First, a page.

May Narrative Medicine Rounds with Kayhan Irani
"What Can the Work of Theater of the Oppressed Bring to Healthcare? Animating the Self & Relationships Through Body Language"
For our last Rounds of this academic year we welcomed Kayhan Irani, Emmy-award winning writer, performer, and Theater of the Oppressed trainer. Irani was in conversation with Silvia Amesty, a family medicine physician; they discussed Irani's work and the work of Theater of the Oppressed in general, and Irani lead the audience in an immersive experience to more deeply illustrate the work.
Irani was one of ten U.S. artists named by President Obama's White House as a 2016 White House Champion of Change for her storytelling work. She creates storytelling spaces to build community, offer healing, and to re-connect participants to their innate creative power. She works internationally and in the U.S. with community organizations, social service providers, educational providers, and government agencies to expand what’s possible when we deepen our relationships through story.
She is currently building There is a Portal, an immersive digital experience, pedagogy, and refugee leadership development model that asks, how can remembering together create networks of belonging? Her previous one-woman show, We've Come Undone, toured nationally and internationally, telling stories of Arab, South Asian and Muslim-American women in the wake of 9/11. She was a Fulbright-Nehru Senior Researcher in 2012-2013 studying Parsi embroidery for her play, Tree of Seeds. She has trained hundreds of groups in Theater of the Oppressed and participatory storytelling tools over the years, both nationally and overseas, in Afghanistan, India, and Iraq. Clients include NGOs, government agencies, and community organizations interested in using story-based strategies for engagement and education. Irani's work has been supported by the BBC World Service Trust, The U.S. Environmental Protection Agency, Bronx Council for the Arts, the New York Foundation for the Arts, The NYC Mayor’s Office of Media and Entertainment, The National Parks Service, and the American Society for Muslim Advancement. Her published work includes co-editing Telling Stories to Change the World: Global Voices on the Power of Narrative to Build Community and Make Social Justice Claims (Routledge, 2008), and essays in Culturally Relevant Arts Education for Social Justice: A Way Out of No Way (Routledge, 2015) and Storytelling for Social Justice: Connecting Narrative and the Arts and Antiracist Teaching, 2nd Edition (Routledge, 2019).
Kayhan Irani was in conversation for the evening with Silvia Amesty, MD, MPH, MSEd, a family physician and public health professional on faculty at Columbia University Irving Medical Center (CUIMC) in the Center for Family and Community Medicine, the Department of Medical Humanities and Ethics, and in Mailman School of Public Health's Department of Population and Family Health. Amesty is also currently a clinician at the New York Presbyterian Hospital’s Young Men’s Clinic, a one of its kind sexual and reproductive health clinic for young men.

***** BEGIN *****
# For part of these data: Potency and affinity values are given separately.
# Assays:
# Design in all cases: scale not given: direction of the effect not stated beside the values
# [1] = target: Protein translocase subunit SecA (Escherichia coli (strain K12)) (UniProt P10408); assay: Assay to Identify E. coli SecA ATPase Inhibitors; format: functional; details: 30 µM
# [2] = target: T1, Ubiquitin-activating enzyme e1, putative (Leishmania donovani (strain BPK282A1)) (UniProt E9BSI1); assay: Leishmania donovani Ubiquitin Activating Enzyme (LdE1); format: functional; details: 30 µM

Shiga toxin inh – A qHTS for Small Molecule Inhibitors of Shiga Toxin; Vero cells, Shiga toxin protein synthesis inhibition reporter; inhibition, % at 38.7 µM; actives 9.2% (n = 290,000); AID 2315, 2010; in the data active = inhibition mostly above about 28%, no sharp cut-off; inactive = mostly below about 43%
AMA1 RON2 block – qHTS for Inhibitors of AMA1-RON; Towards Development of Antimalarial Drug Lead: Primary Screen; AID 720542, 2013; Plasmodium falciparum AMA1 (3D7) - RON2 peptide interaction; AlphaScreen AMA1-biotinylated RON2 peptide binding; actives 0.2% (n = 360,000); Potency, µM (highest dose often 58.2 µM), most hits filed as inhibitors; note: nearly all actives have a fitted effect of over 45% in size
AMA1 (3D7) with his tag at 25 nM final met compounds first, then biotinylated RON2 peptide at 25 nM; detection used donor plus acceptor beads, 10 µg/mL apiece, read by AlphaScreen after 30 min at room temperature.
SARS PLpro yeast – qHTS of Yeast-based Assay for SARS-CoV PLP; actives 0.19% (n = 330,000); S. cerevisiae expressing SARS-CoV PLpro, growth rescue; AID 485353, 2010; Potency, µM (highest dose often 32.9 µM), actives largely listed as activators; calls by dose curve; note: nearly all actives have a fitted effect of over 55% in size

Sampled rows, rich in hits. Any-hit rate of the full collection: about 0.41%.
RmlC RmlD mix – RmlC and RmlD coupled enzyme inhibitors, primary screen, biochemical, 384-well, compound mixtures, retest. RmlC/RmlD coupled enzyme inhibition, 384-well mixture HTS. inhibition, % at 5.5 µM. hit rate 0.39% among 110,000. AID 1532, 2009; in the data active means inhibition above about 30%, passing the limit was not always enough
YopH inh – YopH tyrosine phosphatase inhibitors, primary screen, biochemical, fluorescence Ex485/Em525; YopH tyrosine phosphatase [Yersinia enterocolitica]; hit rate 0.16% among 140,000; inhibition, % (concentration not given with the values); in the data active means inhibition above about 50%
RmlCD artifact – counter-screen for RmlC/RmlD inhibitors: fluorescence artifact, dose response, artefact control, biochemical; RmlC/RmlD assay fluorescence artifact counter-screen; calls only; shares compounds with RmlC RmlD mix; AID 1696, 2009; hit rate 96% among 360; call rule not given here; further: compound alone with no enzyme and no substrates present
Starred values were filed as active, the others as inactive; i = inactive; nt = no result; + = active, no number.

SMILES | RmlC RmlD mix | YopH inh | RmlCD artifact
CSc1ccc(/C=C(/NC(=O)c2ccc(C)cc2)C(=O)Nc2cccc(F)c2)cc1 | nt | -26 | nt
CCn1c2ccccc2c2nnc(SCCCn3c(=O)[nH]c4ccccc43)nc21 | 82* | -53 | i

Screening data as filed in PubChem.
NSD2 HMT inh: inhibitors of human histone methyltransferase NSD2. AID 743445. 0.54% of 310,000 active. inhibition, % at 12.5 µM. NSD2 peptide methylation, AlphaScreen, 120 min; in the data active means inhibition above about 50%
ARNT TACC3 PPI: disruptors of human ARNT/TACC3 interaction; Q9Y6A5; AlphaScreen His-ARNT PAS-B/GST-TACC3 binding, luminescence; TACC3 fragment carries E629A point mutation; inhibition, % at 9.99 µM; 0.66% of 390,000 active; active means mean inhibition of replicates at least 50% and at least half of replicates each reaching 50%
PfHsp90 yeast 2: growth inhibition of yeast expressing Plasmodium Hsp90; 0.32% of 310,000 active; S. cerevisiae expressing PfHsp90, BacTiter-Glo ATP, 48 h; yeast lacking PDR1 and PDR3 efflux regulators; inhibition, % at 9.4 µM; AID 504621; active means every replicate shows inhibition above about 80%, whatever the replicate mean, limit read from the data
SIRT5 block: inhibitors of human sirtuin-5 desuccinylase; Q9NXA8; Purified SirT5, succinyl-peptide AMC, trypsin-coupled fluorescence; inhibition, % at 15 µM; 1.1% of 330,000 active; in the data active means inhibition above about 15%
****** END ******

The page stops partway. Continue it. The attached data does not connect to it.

Dr. Amesty’s research interests are in racial/ethnic health disparities, immigrant health, global health, community-based participatory research, and key populations. She is an NIH funded researcher and her areas of interest are HIV/AIDS and marginalized populations, sexual and reproductive health in young adults, community health and Academic-Community partnership building. She has developed a strong interest in community-based participatory and qualitative research, which led her to pursue rigorous training in 2014 in the Photovoice methodology. She has conducted projects utilizing Photovoice with men who have sex with men, trans women, female sex workers and immigrant women communities in the Dominican Republic. She has recently conducted Photovoice projects with adolescents in Denver, medical students and residents in New York around COVID-19 and mental health. Dr. Amesty has been a Fulbright recipient twice, focusing on human rights and health in Costa Rica, and health disparities and marginalized populations in the Dominican Republic, and she is one of the 2021-2022 Provost’s Senior Faculty Teaching Scholars and is currently working on innovative teaching approaches utilizing different methodologies from other disciplines.
Narrative Medicine Rounds are monthly rounds on the first Wednesday of the month during the academic year hosted by the Division of Narrative Medicine in the Department of Medical Humanities and Ethics at Columbia University Irving Medical Center. A recording of our Virtual Narrative Medicine rounds will be made available following the live session on the Narrative Medicine YouTube channel, and you can watch other recent Rounds events there.